Lower Cross Syndrome: More than Bad Posture

Sitting for long periods of time in our daily lives has lead to a shortening of our hip flexor muscles over time.  Even athletes who do not spend much of their day sitting can have trouble with their lower back if they perform an exercise incorrectly over time or overwork certain areas of their body. If pain in your lower back and hips is slowing you down, perhaps you are suffering from Lower Crossed Syndrome (LCS).  LCS occurs when weak abdominal and gluteal muscles are combined with tight iliopsoas and erector spinae muscles, forming a cross when a person is standing sideways.  This can sometimes lead to having a forward head posture and flat gluteals or even protruding gluteals and a protruding abdomen.  How do you know if you have LCS?  There are two simple, at-home tests you can perform.

Testing for LCS

First, stand with your back against the wall with your heels touching the wall.  Try to flatten your lower back to the wall without letting your pelvis or shoulders leave the wall.  Then, without moving your back, raise your arms above your head to touch the wall.  If you cannot touch the wall with your arms while maintaining your posture, you may have LCS.

Second, sit on a table or other flat surface with your feet touching the floor.  Raise your knee to your chest and hold it there with your hands and slowly roll onto your back on the table, leaving your other foot on the floor.  If you are unable to lay in this position without having your hanging leg hang in a horizontal position, you may have LCS.

How to Treat LCS

Treating LCS is a two-stage process.  First, you must loosen the tight iliopsoas and erector spinae muscles, then you can strengthen the abdominals and gluteals.  Treating LCS is best done under the direction of a physical therapist who can test for underlying conditions and recommend a customized stretching and strengthening program.  

Loosen the Tight Cross

The first priority in treating LCS is to loosen the tight part of the cross.  This serves two purposes.  First, it alleviates pain and discomfort associated with LCS.  Second, it allows the body to be receptive to strengthening the weak part of the cross.  If you were to jump into strengthening exercises, you are more likely to exacerbate your injury, rather than treat it.  A physical therapist will recommend foam rolling exercises for the iliopsoas muscles, floor exercises designed to stretch the lumbar spine, pelvis, and hip joint, and standing stretches for the upper spine if there is a forward head position.

Strengthen the Weak Cross

Strengthening the weak abdominals and gluteals is often not as simple as planking and performing squats, although these exercises may play a role in your recovery.  Instead, the deep stabilization muscles need attention if LCS is going to be treated effectively.  One exercise that can strengthen both the glutes and the deep abdominals is the hip raise.  Lay on your back with your feet flat on the ground.  Raise your toes slightly, making sure the majority of the pressure is in the heels.  Raise your hips until your knees, hips, and mid-back form a straight line, taking care to not hyper-extend the hips.  Hold for 2-3 seconds and lower the hips, repeating for 12-15 reps.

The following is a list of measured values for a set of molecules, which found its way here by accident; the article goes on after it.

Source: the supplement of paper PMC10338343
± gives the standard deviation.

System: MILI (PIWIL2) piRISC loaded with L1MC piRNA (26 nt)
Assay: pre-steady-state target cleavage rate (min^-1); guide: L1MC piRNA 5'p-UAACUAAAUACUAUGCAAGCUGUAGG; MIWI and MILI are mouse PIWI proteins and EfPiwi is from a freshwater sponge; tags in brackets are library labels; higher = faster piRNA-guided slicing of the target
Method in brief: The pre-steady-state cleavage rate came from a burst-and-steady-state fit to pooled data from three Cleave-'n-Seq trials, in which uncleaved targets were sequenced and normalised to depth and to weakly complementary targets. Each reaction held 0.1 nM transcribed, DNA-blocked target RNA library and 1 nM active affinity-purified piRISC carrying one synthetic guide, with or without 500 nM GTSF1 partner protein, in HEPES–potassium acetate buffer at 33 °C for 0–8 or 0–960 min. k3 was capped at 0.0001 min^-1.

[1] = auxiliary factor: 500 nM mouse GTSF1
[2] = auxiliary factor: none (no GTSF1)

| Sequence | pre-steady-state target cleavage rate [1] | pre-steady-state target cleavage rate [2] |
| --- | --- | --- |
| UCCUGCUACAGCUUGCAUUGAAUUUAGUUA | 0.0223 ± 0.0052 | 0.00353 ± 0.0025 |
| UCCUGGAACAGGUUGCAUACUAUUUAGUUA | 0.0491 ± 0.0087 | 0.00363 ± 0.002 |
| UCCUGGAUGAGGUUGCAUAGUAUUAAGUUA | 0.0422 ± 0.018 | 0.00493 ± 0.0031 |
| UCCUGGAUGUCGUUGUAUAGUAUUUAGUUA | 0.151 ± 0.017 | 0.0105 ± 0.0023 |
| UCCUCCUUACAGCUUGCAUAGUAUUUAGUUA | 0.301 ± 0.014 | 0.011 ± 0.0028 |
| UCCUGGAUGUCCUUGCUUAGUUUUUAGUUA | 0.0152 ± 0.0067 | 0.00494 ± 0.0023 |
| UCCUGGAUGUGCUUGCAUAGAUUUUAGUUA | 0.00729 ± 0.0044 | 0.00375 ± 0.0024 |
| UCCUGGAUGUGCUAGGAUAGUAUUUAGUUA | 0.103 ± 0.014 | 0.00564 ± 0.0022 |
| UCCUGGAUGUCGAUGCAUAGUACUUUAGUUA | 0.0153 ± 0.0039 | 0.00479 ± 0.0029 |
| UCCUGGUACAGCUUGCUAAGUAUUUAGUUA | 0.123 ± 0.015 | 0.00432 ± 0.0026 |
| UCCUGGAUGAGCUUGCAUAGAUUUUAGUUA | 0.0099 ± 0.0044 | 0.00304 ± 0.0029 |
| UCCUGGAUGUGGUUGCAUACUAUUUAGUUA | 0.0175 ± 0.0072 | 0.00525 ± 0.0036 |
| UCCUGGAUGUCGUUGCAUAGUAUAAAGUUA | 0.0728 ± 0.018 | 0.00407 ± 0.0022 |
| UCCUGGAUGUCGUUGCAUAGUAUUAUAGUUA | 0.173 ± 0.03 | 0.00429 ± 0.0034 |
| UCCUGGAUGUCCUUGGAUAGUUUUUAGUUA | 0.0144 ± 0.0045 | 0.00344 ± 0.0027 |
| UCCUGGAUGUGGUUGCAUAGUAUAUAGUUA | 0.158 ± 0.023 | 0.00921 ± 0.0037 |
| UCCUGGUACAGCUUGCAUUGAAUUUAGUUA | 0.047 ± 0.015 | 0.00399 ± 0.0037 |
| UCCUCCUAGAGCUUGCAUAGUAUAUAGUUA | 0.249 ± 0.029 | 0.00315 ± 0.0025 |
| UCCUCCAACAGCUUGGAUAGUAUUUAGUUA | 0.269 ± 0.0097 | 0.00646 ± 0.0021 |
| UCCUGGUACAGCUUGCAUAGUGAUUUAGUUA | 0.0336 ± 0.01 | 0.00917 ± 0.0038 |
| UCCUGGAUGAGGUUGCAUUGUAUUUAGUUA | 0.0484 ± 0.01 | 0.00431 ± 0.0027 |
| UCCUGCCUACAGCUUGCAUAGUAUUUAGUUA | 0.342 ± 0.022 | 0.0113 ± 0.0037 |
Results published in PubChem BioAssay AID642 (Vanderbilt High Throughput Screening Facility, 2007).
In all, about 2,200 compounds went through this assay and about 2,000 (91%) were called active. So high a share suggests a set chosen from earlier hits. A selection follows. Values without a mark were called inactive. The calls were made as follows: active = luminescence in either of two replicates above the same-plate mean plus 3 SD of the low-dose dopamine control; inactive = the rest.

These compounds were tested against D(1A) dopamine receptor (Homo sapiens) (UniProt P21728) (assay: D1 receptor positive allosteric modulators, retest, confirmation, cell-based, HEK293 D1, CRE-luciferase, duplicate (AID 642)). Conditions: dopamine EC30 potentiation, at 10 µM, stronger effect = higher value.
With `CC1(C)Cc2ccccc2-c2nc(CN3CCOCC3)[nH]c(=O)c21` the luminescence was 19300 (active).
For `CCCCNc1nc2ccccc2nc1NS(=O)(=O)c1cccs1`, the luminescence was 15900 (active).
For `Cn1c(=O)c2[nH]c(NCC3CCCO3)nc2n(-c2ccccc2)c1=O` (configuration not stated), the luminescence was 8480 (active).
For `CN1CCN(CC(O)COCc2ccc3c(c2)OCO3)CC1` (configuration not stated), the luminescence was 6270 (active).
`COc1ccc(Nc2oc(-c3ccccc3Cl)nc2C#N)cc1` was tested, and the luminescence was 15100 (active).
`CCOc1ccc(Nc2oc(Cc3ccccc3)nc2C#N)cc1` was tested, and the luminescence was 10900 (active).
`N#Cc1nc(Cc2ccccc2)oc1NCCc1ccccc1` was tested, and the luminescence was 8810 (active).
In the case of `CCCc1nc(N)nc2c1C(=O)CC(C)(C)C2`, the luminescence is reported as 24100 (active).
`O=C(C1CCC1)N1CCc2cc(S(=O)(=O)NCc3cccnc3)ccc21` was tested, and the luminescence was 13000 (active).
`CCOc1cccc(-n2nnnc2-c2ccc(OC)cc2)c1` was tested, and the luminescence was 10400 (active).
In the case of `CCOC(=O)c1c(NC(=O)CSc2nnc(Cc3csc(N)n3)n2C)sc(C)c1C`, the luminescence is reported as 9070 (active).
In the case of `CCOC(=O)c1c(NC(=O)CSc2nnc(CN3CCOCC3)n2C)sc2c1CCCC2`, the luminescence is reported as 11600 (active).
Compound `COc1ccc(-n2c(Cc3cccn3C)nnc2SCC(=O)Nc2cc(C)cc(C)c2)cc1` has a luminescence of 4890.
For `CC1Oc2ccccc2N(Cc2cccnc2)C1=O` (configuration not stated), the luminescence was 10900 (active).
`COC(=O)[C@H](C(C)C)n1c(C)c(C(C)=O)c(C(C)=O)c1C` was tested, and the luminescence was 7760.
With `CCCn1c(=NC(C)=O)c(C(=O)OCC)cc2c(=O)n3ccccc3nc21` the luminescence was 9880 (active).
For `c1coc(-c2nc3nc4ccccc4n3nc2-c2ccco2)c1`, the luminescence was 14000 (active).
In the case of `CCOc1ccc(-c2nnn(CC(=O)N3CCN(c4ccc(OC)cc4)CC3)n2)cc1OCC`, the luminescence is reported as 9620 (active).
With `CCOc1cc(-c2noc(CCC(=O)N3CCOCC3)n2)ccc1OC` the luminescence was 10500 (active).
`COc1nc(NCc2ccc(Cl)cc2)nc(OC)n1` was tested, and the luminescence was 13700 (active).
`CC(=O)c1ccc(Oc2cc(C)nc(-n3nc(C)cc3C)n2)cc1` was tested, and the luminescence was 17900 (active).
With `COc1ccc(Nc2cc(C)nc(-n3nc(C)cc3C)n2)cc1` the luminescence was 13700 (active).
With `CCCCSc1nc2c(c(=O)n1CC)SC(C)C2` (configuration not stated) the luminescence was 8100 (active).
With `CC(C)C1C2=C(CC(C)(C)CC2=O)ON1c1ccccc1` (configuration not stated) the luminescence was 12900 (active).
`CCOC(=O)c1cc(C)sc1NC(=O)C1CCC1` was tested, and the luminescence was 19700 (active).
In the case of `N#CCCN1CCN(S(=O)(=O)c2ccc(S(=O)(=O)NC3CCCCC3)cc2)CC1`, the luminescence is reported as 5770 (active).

Once you have addressed both parts of the cross, you will find your posture becomes more neutral, your exercise technique will become better, and your overall athletic performance will improve.  For more information on how to treat LCS, or if you suspect you have LCS, contact your physical therapist today.

Source

https://darwinian-medicine.com/lower-crossed-syndrome-6-steps-to-fix-anterior-pelvic-tilt-and-swayback-posture/

https://www.youtube.com/watch?v=-tV2xTBeH10

The Connection Between Core Strength and Better Balance

Physical therapy as an industry has been talking about the link between core strength and better balance for years. When the “core” muscles around your trunk are strong, they prevent chronic lower back pain and many other injuries, but they also keep you from losing your balance and falling down. A stronger core will help to keep you upright — especially as you age and start to become more at risk of falling. If you’d like to get started on a core routine to improve your balance, contact RX Rehab Physical Therapy today to speak with a physical therapist!

How Core Strength and Balance Are Linked

There are three systems in your body that help to control your balance. One is the vestibular system; the liquid in your inner ear functions sort of like a “carpenter’s balance” to keep you level. If you’ve ever felt dizzy, it means the liquid in the vestibular system can be “off” a little bit. Another balancing system is your visual system. Your eyes send signals to your brain about your position in relation to the world around you. The final system is the proprioceptive system, which has to do with your core.

Proprioception nerves are sensory nerves situated throughout the body that make you aware of your posture and awareness of spatial things around you. To stay balanced, you have to have equilibrium in all three systems. A weak core is one element that can make you feel off balance and cause you to fall down.

Core Muscles, Core Stability & Core Strength

Your core muscles are more than just your abs! In fact, there are two groups of core muscles: Inner core and outer core. The inner core muscles are attached to your spine; they’re the muscles that stabilize your core. The outer core muscles work in conjunction with the inner core muscles when you need to move your body from point A to point B (or to do most physical activities).